Body Type: Big strong body, workhorse

Delivery: Long 3/4 arm action. Has smoothed out his delivery some, but still pitches over a stiff front leg

Pitches: Heavy 90-94 mph fastball with good sink; works both sides.

Still developing a hard curveball with an in-between break.

Also developing a change-up with sinking movement. Will throw it back-to-back when he has a good feel for it.

This season Ohlendorf has pitched well. His 1-7 record does not reflect how well. With the exception of a three game stretch in June, he is 1-3 3.12 ERA. Even so, he is 1-7 and leads the rotation with a 4.22 ERA.


Read more MLB news on BleacherReport.com

Pittsburgh Pirates Pitcher Ross Ohlendorf No Longer in Command

Ross Ohlendorf finished very strong in 2009, leading the rotation in both ERA (3.92) and WHIP (1.23) while picking up 11 wins.

Nonetheless, the 2010 season began with some concerns. In spring training, he was inconsistent with his fastball and his pitches were flat. However, his first start of the regular season was encouraging; His fastball showed life and he maintained consistent velocity.

On Monday, April 12, new concerns surfaced. Ohlendorf was scratched from his scheduled start against the San Francisco Giants with back spasms and was later (April 17) placed on the 15-day DL.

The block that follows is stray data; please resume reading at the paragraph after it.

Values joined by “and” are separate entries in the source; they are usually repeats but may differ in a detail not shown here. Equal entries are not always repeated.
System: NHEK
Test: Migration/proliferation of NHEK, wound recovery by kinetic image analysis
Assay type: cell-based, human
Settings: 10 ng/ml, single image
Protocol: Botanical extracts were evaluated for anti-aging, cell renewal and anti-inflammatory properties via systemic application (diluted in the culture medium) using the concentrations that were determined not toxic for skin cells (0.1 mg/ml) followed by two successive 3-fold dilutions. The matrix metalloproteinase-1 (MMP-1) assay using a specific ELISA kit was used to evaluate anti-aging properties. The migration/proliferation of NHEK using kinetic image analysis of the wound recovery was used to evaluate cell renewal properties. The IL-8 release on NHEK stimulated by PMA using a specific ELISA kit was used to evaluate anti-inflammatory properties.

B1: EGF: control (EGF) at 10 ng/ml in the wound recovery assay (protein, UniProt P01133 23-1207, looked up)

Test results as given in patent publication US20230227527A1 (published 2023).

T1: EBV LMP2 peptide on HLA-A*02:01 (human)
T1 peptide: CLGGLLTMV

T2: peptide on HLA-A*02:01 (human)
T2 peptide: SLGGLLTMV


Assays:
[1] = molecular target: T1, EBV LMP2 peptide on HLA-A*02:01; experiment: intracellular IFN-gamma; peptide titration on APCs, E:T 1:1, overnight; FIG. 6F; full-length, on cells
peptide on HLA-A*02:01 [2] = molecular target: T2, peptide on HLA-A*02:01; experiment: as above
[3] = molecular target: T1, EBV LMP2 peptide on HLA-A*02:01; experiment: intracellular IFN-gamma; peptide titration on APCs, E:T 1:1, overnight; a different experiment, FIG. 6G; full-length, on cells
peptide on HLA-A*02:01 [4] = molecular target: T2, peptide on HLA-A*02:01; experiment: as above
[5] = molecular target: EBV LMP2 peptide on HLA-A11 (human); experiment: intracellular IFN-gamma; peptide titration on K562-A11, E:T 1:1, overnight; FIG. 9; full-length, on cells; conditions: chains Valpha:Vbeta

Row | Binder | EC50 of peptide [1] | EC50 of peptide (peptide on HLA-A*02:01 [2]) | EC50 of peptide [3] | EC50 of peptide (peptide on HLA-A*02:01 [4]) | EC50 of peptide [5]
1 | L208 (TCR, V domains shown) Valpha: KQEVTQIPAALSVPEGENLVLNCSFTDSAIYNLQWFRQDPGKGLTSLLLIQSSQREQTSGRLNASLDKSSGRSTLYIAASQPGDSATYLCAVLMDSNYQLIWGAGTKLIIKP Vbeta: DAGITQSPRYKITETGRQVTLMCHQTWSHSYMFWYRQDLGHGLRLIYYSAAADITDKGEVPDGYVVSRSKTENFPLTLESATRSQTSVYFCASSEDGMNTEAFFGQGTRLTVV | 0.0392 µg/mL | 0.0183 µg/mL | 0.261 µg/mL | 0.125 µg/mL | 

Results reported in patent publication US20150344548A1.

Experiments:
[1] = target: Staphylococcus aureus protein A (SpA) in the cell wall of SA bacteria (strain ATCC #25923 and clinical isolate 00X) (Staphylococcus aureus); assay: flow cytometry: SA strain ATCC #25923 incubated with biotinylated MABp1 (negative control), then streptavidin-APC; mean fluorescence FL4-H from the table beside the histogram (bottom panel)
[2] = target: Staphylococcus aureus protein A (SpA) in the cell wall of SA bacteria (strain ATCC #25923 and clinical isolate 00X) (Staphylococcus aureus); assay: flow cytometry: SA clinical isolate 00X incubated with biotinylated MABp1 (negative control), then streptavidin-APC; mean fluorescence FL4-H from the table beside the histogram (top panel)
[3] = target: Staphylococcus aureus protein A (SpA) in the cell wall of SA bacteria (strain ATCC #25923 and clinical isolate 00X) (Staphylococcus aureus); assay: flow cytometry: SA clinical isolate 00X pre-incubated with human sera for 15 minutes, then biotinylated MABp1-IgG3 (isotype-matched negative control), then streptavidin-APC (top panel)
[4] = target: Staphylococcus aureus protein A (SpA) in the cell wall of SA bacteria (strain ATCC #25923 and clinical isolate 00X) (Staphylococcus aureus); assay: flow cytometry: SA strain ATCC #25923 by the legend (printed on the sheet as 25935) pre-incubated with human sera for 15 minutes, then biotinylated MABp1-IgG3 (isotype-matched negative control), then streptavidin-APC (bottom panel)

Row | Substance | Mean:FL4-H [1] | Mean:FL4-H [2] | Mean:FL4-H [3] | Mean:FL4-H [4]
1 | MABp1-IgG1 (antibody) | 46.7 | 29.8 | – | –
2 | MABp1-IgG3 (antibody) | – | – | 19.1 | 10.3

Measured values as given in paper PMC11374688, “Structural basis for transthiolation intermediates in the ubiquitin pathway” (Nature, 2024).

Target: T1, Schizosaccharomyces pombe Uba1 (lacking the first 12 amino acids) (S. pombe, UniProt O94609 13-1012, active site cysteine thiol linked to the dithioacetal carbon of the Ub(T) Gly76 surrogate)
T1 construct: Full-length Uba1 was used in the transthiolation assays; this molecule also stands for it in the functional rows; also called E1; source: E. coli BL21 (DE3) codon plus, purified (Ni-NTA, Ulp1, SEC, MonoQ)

He returned May 10 to throw four strong innings against the Cincinnati Reds and has recorded two quality starts in his three appearances since. Unfortunately, there still appears to be something wrong with the 6′ 4″ righty – his command.

Over the course of Ohlendorf’s first three seasons, he showed extremely good command. In 245 2/3 innings of work, he walked only 86 batters while striking out 167 – nearly a 2:1 ratio. 2010 has been a different story. He’s walked 18 and struck out 15 in only 24 2/3 innings of work.

If this young Pirates team is going to enjoy any success, they will need Ohlendorf to regain his 2009 form. Let’s hope he finds his command and that this is nothing more than some rust from his month-long stay on the DL.



Read more MLB news on BleacherReport.com

Copyright © 1996-2010 Kuzul. All rights reserved.
iDream theme by Templates Next | Powered by WordPress